WICHITA, Kan. (KWCH) – Update: Dr. Garold Minns, the top health official in Sedgwick County, is recommending a new public health order on masks.
According to the order, masks would need to be worn:
- within any indoor public space
- while outdoors, in line waiting to enter an indoor public space and/or unable to maintain social distancing at all times
- while riding on public transportation or while in a taxi, private car service or ride-sharing vehicle
Additionally, it is proposed all businesses, organizations and non-profits in Sedgwick County must require all employees, customers, visitors or members of the public to wear a mask or face covering when:
- employees are working in any space visited by customers or members of the public
- employees who are working in any space where food is prepared or packaged for sale or distribution
- employees are in any room or enclosed area where other people are present and unable to maintain a six foot distance except for infrequent or incidental moments of closer proximity
These exceptions include:
- children age two years and under
- persons with a medical condition, mental health condition, who are hearing impaired or have a disability that prevents wearing a face covering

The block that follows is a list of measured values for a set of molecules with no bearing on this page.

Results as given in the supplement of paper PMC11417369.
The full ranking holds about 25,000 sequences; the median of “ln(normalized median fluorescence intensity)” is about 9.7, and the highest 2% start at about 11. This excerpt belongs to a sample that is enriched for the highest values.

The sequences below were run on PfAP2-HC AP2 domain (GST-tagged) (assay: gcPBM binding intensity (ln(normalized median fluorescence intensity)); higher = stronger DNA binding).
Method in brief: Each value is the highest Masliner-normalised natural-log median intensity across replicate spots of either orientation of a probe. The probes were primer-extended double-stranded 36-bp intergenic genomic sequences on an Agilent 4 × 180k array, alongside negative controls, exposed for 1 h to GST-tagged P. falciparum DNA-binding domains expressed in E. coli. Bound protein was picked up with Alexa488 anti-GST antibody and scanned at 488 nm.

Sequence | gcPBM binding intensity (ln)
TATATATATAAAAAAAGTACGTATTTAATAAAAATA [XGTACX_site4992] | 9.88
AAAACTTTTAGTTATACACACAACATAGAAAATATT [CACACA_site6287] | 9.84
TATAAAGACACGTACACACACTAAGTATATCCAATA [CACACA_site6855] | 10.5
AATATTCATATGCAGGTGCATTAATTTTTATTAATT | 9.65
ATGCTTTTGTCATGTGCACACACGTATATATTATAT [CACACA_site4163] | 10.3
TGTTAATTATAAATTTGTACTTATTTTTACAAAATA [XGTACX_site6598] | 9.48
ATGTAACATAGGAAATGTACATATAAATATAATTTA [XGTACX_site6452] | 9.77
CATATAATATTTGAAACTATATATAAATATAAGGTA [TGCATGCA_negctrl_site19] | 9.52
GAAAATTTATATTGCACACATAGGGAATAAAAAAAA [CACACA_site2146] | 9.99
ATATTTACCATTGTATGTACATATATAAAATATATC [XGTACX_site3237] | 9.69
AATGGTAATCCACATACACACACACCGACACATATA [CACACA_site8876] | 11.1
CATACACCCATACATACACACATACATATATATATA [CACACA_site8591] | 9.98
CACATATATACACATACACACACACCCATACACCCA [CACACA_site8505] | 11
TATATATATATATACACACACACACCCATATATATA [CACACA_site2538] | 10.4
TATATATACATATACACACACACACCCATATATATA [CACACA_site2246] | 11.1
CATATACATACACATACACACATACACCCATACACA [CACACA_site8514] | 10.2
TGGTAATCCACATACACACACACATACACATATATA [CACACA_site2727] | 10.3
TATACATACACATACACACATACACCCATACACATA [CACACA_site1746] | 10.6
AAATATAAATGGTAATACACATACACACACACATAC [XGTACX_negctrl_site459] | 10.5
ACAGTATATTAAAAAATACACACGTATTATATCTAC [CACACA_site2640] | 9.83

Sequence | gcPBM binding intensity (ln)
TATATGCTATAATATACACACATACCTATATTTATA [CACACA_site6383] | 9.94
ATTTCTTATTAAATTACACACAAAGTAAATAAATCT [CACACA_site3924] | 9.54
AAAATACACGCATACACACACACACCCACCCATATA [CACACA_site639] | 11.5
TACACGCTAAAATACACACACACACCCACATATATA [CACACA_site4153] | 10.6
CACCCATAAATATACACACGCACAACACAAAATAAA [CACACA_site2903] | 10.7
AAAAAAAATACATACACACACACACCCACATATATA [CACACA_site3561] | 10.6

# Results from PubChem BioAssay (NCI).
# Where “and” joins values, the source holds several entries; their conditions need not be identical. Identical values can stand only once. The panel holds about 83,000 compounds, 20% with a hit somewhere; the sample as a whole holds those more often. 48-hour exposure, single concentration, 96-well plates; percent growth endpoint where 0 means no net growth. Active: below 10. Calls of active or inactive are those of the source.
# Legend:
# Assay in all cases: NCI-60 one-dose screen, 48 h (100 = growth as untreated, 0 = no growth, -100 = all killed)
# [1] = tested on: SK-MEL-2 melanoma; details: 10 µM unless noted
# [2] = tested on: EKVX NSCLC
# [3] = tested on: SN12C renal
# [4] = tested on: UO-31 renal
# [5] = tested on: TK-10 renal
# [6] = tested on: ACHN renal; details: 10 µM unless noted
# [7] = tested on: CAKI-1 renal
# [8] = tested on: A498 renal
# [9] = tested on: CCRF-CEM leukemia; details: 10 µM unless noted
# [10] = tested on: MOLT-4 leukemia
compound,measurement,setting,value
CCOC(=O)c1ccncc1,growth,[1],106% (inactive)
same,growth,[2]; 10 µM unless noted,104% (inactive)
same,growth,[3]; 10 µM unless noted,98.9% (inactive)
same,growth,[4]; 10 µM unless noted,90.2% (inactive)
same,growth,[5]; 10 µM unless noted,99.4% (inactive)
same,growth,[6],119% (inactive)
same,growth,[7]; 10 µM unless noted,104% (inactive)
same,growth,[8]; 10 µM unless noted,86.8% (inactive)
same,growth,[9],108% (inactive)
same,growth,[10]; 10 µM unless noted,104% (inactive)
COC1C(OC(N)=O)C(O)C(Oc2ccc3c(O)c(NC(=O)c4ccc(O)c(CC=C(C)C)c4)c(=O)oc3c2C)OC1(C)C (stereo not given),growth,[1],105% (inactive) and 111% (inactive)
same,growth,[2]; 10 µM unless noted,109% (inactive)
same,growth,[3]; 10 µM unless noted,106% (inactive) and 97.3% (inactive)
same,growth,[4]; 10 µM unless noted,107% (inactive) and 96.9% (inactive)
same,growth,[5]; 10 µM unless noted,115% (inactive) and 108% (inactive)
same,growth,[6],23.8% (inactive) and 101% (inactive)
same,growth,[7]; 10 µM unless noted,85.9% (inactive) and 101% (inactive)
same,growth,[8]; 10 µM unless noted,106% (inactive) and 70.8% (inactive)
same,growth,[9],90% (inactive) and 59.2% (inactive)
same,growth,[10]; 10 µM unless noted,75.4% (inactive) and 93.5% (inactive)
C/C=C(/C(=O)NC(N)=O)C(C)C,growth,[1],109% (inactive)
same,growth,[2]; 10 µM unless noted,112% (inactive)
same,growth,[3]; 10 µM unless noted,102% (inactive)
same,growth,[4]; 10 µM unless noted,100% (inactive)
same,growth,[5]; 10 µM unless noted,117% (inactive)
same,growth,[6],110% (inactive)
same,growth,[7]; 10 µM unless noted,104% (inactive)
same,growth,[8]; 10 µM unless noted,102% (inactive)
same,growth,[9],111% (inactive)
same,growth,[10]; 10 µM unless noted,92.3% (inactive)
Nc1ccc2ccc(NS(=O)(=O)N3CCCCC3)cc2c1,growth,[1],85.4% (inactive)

- individuals who are actively speaking in front of an audience of other individuals, including at a religious institution, wedding, funeral, an open meeting of a political or taxing subdivision
The Sedgwick County Commission will hold a special meeting today at 4 p.m. to discuss whether to approve and/or amend the order. Eyewitness News will be there and cover the meeting live at KWCH.com.
With the status of area hospitals at a critical level with a surge in COVID-19 cases and depleted availability of beds, Sedgwick County’s top health official is expected to address the issue Friday. Sedgwick County Manager Tom Stolz confirmed the county’s health officer, Dr. Garold Minns is considering a proposed mask order due to the increased stress on the hospital system.
As of Wednesday, the Area Hospital Status Assessment, showed 180 patients hospitalized with COVID-19 compared to 147 on Monday; 61 in the ICU compared to 56 earlier in the week.
“If you compare our numbers and the pace of growth, it’s like we were at the end of October to the beginning of November when our surge really took over and our hospitals transitioned to primarily COVID-based care,” said Wesley Medical Center ICU Medical Director Dr. Chloe Steinshouer who is a pulmonary and critical care physician.
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